My unconventional therapist saved my life

I've seen counselors since I was 6. But I'd never worked with one who was so direct, challenging -- and effective

By Emily Rapp

Published November 5, 2013 12:30AM (EST)

   (<a href=''>Paul Maguire</a>,  <a href=''>tescha555</a> via <a href=''>Shutterstock</a>/Salon)
(Paul Maguire, tescha555 via Shutterstock/Salon)

I saw my first cognitive behavioral therapist when I was 6 years old. I was convinced that my mother would die if I let her out of my sight, and each time she left the house (to work, to go to the store, to enjoy the one hour she got to herself doing aerobics at a local school), I attached myself to her like an unyielding barnacle. I kicked and screamed and cried and begged her not to leave my sight. These tantrums began after my parents were an hour late coming home from dinner one night. I imagined their car overturned on a snowy road, dead. I drove the baby sitter wild, howling in my bed, obsessing, throwing up, sure that something disastrous had happened to my parents, without whom I would be completely lost. In those weeks of my hysteria, when my mother did manage to break free of me, I waited by the window like an anxious dog. My mom was alarmed by my behavior, and also felt like a prisoner in her own home.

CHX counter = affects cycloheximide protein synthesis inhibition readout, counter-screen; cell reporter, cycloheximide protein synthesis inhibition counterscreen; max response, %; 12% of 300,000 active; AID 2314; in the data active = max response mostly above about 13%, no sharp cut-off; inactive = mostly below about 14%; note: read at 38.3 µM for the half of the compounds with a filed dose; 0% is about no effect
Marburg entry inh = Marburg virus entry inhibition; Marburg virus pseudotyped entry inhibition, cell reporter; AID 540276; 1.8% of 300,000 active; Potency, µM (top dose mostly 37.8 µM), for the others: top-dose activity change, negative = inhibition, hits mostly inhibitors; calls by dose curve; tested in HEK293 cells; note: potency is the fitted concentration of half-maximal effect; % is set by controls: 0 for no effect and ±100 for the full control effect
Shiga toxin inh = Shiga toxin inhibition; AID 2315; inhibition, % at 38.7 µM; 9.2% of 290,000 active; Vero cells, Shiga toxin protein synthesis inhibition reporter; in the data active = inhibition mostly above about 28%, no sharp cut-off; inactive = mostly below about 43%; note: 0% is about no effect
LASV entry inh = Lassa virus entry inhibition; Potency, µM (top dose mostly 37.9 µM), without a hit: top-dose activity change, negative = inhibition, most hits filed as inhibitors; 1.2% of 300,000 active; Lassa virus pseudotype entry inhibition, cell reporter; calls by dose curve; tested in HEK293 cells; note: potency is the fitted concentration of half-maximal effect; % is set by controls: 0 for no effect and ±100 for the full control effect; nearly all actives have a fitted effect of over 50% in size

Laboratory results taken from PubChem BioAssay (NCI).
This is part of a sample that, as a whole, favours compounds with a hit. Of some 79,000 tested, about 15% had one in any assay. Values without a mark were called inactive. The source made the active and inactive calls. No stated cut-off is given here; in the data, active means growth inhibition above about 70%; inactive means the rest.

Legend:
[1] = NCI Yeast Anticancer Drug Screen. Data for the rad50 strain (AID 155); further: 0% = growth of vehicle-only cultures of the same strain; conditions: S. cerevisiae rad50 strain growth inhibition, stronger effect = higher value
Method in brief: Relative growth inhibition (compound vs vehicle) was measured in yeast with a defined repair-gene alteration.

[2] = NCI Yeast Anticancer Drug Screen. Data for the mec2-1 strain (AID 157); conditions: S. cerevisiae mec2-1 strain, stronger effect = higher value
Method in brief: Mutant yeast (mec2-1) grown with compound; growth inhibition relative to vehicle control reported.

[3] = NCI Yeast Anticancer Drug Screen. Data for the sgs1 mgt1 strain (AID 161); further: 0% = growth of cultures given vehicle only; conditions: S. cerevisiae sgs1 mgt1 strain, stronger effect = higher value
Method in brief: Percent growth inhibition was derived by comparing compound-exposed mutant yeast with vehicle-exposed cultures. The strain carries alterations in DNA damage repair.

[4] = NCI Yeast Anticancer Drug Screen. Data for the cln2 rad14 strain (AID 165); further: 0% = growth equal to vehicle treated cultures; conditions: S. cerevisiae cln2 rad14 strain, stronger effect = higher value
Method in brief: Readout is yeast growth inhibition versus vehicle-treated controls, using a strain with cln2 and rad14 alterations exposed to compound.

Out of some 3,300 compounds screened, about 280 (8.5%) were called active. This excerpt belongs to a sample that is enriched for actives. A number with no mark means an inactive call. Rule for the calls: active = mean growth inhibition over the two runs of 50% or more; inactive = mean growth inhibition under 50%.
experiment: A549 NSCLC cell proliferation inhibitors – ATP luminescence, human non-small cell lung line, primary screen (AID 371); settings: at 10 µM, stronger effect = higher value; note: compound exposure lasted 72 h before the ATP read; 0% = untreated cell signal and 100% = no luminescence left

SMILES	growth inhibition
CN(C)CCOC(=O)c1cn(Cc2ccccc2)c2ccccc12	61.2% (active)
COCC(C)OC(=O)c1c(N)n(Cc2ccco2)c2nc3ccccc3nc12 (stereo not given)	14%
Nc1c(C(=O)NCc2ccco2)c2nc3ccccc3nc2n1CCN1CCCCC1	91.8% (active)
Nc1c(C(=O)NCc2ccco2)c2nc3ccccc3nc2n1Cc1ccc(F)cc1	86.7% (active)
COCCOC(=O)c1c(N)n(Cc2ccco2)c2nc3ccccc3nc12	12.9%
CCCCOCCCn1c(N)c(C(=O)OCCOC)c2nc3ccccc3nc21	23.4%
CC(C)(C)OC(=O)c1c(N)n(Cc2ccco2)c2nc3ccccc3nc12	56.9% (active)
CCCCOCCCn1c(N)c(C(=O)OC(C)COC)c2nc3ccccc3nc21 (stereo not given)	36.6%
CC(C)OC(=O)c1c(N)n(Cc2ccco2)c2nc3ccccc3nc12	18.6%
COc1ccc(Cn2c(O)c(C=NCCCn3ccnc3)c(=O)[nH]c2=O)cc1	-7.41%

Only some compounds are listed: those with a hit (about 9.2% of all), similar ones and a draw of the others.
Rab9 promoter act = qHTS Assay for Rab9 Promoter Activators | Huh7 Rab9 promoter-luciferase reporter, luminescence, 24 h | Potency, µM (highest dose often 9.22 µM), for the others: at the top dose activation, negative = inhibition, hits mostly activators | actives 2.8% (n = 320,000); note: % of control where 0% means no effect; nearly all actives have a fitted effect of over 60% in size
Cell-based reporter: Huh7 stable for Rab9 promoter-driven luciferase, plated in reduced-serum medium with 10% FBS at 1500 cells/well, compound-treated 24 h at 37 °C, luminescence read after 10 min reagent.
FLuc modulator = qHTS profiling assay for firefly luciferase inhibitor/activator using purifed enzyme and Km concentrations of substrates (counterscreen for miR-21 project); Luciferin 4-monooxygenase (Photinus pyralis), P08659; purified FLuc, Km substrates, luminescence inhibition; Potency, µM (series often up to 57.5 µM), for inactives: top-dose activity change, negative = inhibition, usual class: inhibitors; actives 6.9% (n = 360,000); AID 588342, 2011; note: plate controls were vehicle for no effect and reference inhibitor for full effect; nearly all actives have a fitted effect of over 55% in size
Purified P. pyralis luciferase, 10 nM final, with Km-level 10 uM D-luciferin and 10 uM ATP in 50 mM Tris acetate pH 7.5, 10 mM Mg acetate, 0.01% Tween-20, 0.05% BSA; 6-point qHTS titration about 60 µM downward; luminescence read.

The therapist I talked with had a lovely rhyming name and lived in Cheyenne, the city nearest our small town in Wyoming. “It sounds like,” she began, and that was the first of thousands of times over the next 30-odd years that I heard this phrase. A series of colored wooden blocks were scattered on a table in front of us, but I don’t remember what they were for, or if I was asked to arrange them into shapes that might reveal something about my state of mind, or if other scenes transpired that might take place on an episode of “Law & Order” when the doctor patiently asks questions to determine the possibility of abuse or trauma.

“It sounds like you feel like the world is an unsafe place,” my first therapist postulated. Yes, that was true. I had lost my leg at 4 to some stupid “fluke” in the body that nobody could adequately explain to me because it couldn’t actually be explained. One day the body was whole, the next day I was in traction and something was missing. Yes, I thought. The world is unsafe. If someone can thieve away with your leg in the dark of night, what’s to stop another thief from taking your mother or anyone else who mattered to you? I wanted an answer to this question. She didn’t have one, of course, because nobody did.

After our session the therapist told me, and then my mother, that I was a perfectionist. At the time, this seemed perfectly acceptable to me. What was wrong with that? Perfection = control = nothing bad will happen to you or anyone you love. I kept seeing this therapist, but she never pushed me out of my ardent belief in this erroneous equation. I don’t blame her. I was 6 years told, stubborn and in full possession (I believed) of a worldview that worked for me. It was my truth. The therapist recommended more sessions, reading more books where “things turn out well,” and periods of calm and rest. I dutifully agreed to the first two suggestions, but I had a library card and a lot of energy, so the others were difficult to enforce.